Anyway, Geronimo seems to trust me in his paddock, and in the arena and round pen, but all bets are off when we walk outside of his paddock. Last week I didn't have a problem, but he has started to bolt again, and it seems to be getting worse. My daughter and husband think I am crazy to keep Geronimio, but I love this horse. My dream is to get him to be the calm, connected horse, that I know he can be in the round pen, outside of the round pen. How do I get him connected enough just to walk with me without bolting? I'm afraid to use my long line to try catch and correct him, but if he get's away he will be running around and could get hung up. Should I work him only in his paddock area? How long should I expect until he is comfortable in his new home? How can I set him ( us) up for a success out of an enclosure? Somehow I need to break this behavior. Usually once he get's it, understands something, he does well, but I just can't seem to convince him that it's safer to be with me than it is to run away. I'm sure it's me.

Yesterday it was bad, he was very excited, high headed and I could not get him into the round pen. I couldn't turn him in circles, he points his lips and tips his nose and he's gone with a leap. Yesterday he wanted grass, he was out of control and I eventually got him to his paddock. After he was back, he had his head lowered and wanted attention. When he is in an enclosure he does whatever you ask of him. He likes to work and he likes to please.

Help – he is a good horse. How can I been a better leader?

Hello Lisa,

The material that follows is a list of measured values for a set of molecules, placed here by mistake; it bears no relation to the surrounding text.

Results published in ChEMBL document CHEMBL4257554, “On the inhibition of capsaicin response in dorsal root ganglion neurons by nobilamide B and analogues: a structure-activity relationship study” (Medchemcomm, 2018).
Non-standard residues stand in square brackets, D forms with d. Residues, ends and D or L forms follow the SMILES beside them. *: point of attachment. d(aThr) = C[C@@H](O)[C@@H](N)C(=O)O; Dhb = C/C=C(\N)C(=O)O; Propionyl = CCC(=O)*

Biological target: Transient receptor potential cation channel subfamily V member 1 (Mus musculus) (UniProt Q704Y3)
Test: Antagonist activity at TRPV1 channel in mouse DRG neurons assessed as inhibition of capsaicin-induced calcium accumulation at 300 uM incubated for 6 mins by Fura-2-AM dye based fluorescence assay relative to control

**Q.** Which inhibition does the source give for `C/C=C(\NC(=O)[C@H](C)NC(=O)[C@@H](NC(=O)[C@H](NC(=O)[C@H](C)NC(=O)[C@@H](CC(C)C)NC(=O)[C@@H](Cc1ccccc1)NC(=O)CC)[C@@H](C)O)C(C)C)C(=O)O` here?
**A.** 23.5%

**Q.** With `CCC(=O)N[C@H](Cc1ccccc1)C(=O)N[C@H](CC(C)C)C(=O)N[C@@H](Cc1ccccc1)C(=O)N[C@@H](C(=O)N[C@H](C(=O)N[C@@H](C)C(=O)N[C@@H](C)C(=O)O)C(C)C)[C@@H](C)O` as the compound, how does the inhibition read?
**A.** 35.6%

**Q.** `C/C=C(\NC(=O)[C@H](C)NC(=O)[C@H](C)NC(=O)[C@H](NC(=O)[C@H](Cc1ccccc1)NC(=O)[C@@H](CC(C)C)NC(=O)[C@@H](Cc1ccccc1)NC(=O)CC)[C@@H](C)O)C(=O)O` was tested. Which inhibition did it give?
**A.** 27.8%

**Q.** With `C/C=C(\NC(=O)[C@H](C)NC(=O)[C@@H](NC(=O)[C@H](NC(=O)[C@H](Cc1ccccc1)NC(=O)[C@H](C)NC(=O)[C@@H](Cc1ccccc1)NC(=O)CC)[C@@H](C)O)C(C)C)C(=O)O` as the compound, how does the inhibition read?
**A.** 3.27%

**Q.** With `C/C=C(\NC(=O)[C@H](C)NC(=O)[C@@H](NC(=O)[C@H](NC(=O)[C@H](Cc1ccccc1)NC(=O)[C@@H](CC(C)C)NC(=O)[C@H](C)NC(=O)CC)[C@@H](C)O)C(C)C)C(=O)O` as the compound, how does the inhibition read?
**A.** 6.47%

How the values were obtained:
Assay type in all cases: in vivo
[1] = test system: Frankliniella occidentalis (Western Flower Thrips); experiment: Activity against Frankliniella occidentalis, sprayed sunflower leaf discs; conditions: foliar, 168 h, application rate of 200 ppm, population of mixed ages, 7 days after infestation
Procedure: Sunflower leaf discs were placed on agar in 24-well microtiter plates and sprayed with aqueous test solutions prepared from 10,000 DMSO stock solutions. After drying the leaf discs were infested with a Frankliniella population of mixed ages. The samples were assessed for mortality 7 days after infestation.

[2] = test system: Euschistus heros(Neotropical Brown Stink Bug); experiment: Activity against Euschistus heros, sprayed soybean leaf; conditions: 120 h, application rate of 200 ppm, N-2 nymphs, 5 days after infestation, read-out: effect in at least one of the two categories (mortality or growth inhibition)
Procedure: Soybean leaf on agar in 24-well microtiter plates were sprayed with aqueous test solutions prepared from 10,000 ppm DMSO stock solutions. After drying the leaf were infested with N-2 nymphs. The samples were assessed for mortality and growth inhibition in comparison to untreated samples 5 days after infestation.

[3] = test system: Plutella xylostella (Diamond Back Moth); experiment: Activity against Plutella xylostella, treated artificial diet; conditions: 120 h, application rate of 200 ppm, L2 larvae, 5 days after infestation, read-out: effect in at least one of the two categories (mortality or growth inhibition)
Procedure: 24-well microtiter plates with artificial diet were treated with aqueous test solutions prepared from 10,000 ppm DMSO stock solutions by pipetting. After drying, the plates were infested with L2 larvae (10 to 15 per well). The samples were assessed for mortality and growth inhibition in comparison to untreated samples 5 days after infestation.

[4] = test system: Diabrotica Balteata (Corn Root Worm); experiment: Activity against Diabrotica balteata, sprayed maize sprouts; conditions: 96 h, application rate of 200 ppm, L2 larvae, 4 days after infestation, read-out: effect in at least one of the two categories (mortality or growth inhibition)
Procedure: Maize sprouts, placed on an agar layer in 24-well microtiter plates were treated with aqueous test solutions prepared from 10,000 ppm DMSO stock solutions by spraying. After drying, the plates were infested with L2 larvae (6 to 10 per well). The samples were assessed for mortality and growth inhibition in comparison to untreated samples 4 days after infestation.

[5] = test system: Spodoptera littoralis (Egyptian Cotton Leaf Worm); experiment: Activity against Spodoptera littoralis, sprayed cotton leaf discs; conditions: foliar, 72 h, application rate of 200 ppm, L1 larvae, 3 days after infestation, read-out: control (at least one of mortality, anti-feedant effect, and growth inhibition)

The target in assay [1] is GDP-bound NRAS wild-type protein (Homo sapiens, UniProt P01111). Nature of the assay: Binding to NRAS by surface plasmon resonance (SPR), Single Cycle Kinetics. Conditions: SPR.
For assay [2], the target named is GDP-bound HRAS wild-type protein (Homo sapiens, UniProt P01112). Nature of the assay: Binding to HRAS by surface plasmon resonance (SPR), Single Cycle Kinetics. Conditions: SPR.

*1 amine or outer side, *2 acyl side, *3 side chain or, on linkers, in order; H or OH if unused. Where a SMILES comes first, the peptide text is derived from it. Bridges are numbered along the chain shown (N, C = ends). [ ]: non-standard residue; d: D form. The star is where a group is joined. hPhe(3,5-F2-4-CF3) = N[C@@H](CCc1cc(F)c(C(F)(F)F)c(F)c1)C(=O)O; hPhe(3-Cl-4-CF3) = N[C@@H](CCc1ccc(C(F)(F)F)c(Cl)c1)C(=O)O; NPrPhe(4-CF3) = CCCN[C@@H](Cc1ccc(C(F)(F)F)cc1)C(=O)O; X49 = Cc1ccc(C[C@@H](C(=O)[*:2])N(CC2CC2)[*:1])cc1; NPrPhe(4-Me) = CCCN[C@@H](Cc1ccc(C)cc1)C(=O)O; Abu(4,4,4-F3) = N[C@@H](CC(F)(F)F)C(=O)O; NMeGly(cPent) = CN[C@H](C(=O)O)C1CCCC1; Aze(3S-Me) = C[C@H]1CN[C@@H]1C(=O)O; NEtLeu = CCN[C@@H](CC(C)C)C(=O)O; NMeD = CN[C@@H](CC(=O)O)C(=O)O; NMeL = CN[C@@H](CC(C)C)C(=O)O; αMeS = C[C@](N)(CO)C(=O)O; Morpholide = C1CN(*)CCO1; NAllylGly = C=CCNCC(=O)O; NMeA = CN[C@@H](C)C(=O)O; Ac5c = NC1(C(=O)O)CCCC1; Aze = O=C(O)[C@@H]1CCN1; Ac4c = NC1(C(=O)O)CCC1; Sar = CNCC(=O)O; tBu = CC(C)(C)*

That’s quite a story and an unfortunate situation. Poor Geronimo is habituated to his fear, the action of pulling away and old habits die hard for horses and human alike. Too bad this has gone on for so long as the sooner something like this is addressed the better. The first trainer you hired didn't do you any good as you know. Release from fear and the ability to trust we are safe happens over time through experiences that show us we can trust. For me this sort of training begins at liberty in a small area and not necessarily a round pen. A small paddock with corners can actually help. But a round pen is fine too. I would go way back to the beginning of the horses training like teaching him to lead. Perhaps use a flag (a half a plastic grocery bag affixed to the end of a dressage whip which you appropriately introduce him to) or a dressage whip. These 'tools' need to be used judiciously and appropriately for communication purposes only. If you are unsure as to how to use them to help with teaching a horse to lead (walk, stop, turn, back up), tell me. A flag can be a super tool for getting a horse to stop forward motion. Timing is paramount. You need to bring the flag up in front of the animals face/nose almost before you would think you need it.